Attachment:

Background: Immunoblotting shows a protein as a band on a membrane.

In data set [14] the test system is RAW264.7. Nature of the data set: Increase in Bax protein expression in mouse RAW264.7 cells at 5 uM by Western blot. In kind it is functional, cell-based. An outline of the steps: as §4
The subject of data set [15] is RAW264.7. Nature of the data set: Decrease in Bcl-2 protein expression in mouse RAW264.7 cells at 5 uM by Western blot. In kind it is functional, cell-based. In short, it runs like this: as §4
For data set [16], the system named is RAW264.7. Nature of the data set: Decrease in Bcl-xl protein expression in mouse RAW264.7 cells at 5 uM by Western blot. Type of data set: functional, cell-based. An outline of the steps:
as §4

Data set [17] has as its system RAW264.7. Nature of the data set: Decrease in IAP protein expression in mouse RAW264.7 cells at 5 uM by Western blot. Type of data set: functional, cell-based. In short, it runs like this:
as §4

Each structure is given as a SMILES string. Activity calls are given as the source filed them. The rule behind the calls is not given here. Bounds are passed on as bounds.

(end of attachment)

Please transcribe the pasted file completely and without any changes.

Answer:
Background: Immunoblotting shows a protein as a band on a membrane.

In data set [14] the test system is RAW264.7. Nature of the data set: Increase in Bax protein expression in mouse RAW264.7 cells at 5 uM by Western blot. In kind it is functional, cell-based. An outline of the steps: as §4
The subject of data set [15] is RAW264.7. Nature of the data set: Decrease in Bcl-2 protein expression in mouse RAW264.7 cells at 5 uM by Western blot. In kind it is functional, cell-based. In short, it runs like this: as §4
For data set [16], the system named is RAW264.7. Nature of the data set: Decrease in Bcl-xl protein expression in mouse RAW264.7 cells at 5 uM by Western blot. Type of data set: functional, cell-based. An outline of the steps:
as §4

Data set [17] has as its system RAW264.7. Nature of the data set: Decrease in IAP protein expression in mouse RAW264.7 cells at 5 uM by Western blot. Type of data set: functional, cell-based. In short, it runs like this:
as §4

Each structure is given as a SMILES string. Activity calls are given as the source filed them. The rule behind the calls is not given here. Bounds are passed on as bounds.